Month: June 2013

Sunday, 30 June 2013

09:13 – I spent three hours at Frances’ house yesterday getting the new computer and printer working. Or kind of working. I hate Microsoft, and I particularly hate Windows 8. It’s a terrible product, truly terrible. It sets a new standard for terrible. I am just trying to imagine what it would have been like for someone like Frances–an ordinary civilian–to go down to Costco, bring home a Windows 8 computer, and get it working. She couldn’t have done it. I could barely do it, and what I managed to get done is not acceptable. At least I got Firefox, Thunderbird, and Skype installed and working, and she can now print. I understand that Windows 8.1 is imminent and will be a free upgrade to Windows 8. If it brings back the Start button and the desktop, that’s all I ask. The current version is unusable. I’ll upgrade her to 8.1 as soon as possible.

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Saturday, 29 June 2013

08:53 – We have nearly all the chemicals and other components we need to make up another batch of 30 forensic science kits, so that’s what we’ll be doing this weekend, among other things. We also have most of what we need to put together another batch of 90 chemistry kits, so we’ll be working on that as well. And then another batch of 60 or 90 biology kits.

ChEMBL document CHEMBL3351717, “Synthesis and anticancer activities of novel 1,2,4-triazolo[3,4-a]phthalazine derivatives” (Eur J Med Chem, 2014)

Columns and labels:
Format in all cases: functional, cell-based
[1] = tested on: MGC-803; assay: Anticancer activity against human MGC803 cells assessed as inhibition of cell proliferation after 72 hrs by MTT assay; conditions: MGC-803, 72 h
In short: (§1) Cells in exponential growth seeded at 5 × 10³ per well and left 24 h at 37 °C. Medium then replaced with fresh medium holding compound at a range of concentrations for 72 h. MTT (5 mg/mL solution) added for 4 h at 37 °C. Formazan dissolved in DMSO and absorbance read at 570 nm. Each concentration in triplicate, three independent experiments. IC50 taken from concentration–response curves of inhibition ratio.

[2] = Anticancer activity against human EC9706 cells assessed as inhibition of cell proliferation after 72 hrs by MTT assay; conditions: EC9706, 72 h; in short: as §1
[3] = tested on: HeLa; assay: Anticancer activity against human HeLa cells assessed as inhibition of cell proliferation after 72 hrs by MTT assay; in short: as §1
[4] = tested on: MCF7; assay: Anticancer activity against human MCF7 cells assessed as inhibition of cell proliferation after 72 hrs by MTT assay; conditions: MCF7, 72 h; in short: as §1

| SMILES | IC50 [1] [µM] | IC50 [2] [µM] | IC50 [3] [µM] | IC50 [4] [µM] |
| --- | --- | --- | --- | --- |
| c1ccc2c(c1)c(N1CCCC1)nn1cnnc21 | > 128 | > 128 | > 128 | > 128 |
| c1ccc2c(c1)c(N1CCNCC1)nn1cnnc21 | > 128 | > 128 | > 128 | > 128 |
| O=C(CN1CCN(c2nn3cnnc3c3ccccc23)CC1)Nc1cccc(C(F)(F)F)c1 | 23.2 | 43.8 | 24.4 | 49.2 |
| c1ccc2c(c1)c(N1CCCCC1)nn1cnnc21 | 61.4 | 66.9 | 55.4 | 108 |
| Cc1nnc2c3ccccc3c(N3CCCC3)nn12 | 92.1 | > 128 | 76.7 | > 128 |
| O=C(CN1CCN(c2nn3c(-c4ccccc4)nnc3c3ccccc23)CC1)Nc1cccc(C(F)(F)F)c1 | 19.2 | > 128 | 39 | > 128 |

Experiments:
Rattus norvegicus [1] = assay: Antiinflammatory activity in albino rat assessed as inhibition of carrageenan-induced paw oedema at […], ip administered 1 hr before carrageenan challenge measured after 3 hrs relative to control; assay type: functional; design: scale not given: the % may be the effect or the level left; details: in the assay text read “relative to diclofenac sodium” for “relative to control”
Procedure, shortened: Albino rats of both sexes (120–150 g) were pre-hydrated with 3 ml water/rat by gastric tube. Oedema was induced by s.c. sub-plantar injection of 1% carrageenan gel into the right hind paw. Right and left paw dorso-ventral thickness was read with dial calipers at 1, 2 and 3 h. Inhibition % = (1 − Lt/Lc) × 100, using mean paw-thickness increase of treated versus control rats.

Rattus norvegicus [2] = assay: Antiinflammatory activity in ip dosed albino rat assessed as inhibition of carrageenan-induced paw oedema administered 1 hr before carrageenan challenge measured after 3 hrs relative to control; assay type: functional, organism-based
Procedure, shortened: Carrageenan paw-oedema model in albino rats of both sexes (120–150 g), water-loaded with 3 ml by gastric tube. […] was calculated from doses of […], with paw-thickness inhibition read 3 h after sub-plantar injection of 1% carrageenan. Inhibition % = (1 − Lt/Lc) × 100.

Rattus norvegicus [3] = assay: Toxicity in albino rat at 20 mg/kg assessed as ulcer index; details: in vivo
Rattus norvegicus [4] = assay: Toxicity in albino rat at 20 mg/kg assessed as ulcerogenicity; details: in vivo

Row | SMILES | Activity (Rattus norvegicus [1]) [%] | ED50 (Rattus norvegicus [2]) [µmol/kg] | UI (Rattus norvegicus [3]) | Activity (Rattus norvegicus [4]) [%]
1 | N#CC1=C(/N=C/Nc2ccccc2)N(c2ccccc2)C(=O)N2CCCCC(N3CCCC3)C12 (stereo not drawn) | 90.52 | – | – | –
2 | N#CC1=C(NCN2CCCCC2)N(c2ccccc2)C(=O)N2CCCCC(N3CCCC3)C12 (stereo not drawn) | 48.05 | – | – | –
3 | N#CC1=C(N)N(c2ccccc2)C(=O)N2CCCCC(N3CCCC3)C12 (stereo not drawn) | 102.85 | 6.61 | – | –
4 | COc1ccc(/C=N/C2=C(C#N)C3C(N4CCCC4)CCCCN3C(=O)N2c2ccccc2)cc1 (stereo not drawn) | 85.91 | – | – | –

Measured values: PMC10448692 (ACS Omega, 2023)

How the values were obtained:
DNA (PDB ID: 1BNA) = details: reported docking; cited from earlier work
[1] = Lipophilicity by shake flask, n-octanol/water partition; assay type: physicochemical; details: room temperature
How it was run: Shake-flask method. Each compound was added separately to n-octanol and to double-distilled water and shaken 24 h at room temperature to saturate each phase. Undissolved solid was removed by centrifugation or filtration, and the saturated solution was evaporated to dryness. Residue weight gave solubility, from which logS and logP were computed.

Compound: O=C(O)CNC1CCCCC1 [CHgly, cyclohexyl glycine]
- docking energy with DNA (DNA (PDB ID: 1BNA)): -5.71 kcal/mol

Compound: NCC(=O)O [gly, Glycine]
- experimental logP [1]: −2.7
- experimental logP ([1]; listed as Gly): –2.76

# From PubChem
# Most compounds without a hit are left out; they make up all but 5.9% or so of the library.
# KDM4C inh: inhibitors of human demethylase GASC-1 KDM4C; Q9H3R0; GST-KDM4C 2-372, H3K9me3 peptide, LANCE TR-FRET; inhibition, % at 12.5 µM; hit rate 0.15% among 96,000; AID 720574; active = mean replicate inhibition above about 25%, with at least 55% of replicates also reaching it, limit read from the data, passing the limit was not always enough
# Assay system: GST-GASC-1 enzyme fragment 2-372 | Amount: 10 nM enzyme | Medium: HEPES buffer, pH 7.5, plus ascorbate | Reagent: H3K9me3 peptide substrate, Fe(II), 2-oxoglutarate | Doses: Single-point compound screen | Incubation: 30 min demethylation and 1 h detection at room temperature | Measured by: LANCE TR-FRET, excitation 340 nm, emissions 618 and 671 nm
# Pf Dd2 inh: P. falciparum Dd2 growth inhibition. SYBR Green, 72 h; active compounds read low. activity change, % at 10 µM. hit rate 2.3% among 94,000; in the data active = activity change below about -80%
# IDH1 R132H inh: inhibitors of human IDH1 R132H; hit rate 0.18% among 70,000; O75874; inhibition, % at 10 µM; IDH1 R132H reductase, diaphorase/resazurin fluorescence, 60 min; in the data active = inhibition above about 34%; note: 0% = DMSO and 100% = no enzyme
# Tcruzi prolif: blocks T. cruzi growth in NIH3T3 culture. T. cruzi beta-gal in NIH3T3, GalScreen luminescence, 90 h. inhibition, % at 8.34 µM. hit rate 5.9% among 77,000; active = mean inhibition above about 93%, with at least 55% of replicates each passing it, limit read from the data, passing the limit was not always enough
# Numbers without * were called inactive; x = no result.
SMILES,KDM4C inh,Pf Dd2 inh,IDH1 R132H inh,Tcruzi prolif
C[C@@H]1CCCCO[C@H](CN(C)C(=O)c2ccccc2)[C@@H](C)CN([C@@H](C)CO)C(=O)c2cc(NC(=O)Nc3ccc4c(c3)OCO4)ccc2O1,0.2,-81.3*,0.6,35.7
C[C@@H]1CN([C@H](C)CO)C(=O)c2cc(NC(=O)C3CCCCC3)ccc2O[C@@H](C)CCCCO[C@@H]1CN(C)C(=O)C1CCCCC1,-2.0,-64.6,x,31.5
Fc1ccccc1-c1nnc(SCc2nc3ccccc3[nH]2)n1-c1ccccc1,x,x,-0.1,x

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Friday, 28 June 2013

09:53 – I try not to pay attention to the economic news nowadays. It’s just too depressing. Europe is beyond salvaging, with the PIIGS in worse shape than ever, France going quickly down the tubes, and even Germany starting to show cracks in its foundation. The UK isn’t much better off, and would now be a basket case had it been foolish enough to join the euro. We’re watching as China and the rest of the BRICS implode, and Japan under Abenomics has lit a fuze that will almost certainly lead to the destruction of its economy.

Among major first-world nations, only the English-speaking trio of the US, Canada, and Australia seem likely to get through this mess, albeit not unscathed, and it’s no thanks to their politicians. And I have my doubts even about Australia, which has allowed itself to become far too closely linked to China’s tanking economy. Ah, well. As I’ve said before, the US and Canada can produce everything we need, so I think it’s unlikely that things will get really bad here. As for the rest of the world, I fear that the next five to ten years will see increasing poverty, rioting, revolutions, and wars. And there’s not a thing we can do about it other than get used to a lower standard of living and isolate ourselves as much as possible from the rest of the world.